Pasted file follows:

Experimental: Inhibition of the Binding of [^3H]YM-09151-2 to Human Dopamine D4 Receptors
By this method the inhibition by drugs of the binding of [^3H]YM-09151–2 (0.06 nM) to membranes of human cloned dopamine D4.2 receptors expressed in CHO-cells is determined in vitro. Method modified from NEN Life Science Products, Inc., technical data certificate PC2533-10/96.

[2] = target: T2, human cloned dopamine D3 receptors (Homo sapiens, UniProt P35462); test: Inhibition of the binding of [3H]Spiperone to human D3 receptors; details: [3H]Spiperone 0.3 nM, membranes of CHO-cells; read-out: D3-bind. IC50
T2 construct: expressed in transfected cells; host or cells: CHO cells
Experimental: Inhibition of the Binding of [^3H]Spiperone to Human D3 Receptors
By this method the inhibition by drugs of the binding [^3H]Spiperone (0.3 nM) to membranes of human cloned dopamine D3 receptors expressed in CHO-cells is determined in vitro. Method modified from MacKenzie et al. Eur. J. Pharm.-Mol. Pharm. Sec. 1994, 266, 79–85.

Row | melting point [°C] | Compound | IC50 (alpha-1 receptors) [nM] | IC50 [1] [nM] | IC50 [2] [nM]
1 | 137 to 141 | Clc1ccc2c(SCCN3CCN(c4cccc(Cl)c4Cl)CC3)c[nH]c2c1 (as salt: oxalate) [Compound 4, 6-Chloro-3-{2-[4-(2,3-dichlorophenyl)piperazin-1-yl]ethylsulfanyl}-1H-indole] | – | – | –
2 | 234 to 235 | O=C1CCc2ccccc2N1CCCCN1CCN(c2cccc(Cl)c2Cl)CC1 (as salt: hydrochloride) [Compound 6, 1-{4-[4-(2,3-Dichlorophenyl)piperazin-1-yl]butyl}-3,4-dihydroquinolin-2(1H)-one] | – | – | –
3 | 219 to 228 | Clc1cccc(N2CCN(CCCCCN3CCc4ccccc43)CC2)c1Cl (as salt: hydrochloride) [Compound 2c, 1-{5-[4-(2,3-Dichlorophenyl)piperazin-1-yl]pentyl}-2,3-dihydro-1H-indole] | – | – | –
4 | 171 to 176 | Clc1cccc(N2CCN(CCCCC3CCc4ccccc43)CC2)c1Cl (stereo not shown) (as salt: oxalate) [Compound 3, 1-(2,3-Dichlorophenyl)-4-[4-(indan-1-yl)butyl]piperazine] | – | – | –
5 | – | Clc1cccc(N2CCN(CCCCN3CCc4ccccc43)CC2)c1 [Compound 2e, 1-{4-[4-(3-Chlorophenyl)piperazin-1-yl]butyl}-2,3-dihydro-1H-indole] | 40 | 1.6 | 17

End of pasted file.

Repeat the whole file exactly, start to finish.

Experimental: Inhibition of the Binding of [^3H]YM-09151-2 to Human Dopamine D4 Receptors
By this method the inhibition by drugs of the binding of [^3H]YM-09151–2 (0.06 nM) to membranes of human cloned dopamine D4.2 receptors expressed in CHO-cells is determined in vitro. Method modified from NEN Life Science Products, Inc., technical data certificate PC2533-10/96.

[2] = target: T2, human cloned dopamine D3 receptors (Homo sapiens, UniProt P35462); test: Inhibition of the binding of [3H]Spiperone to human D3 receptors; details: [3H]Spiperone 0.3 nM, membranes of CHO-cells; read-out: D3-bind. IC50
T2 construct: expressed in transfected cells; host or cells: CHO cells
Experimental: Inhibition of the Binding of [^3H]Spiperone to Human D3 Receptors
By this method the inhibition by drugs of the binding [^3H]Spiperone (0.3 nM) to membranes of human cloned dopamine D3 receptors expressed in CHO-cells is determined in vitro. Method modified from MacKenzie et al. Eur. J. Pharm.-Mol. Pharm. Sec. 1994, 266, 79–85.

Row | melting point [°C] | Compound | IC50 (alpha-1 receptors) [nM] | IC50 [1] [nM] | IC50 [2] [nM]
1 | 137 to 141 | Clc1ccc2c(SCCN3CCN(c4cccc(Cl)c4Cl)CC3)c[nH]c2c1 (as salt: oxalate) [Compound 4, 6-Chloro-3-{2-[4-(2,3-dichlorophenyl)piperazin-1-yl]ethylsulfanyl}-1H-indole] | – | – | –
2 | 234 to 235 | O=C1CCc2ccccc2N1CCCCN1CCN(c2cccc(Cl)c2Cl)CC1 (as salt: hydrochloride) [Compound 6, 1-{4-[4-(2,3-Dichlorophenyl)piperazin-1-yl]butyl}-3,4-dihydroquinolin-2(1H)-one] | – | – | –
3 | 219 to 228 | Clc1cccc(N2CCN(CCCCCN3CCc4ccccc43)CC2)c1Cl (as salt: hydrochloride) [Compound 2c, 1-{5-[4-(2,3-Dichlorophenyl)piperazin-1-yl]pentyl}-2,3-dihydro-1H-indole] | – | – | –
4 | 171 to 176 | Clc1cccc(N2CCN(CCCCC3CCc4ccccc43)CC2)c1Cl (stereo not shown) (as salt: oxalate) [Compound 3, 1-(2,3-Dichlorophenyl)-4-[4-(indan-1-yl)butyl]piperazine] | – | – | –
5 | – | Clc1cccc(N2CCN(CCCCN3CCc4ccccc43)CC2)c1 [Compound 2e, 1-{4-[4-(3-Chlorophenyl)piperazin-1-yl]butyl}-2,3-dihydro-1H-indole] | 40 | 1.6 | 17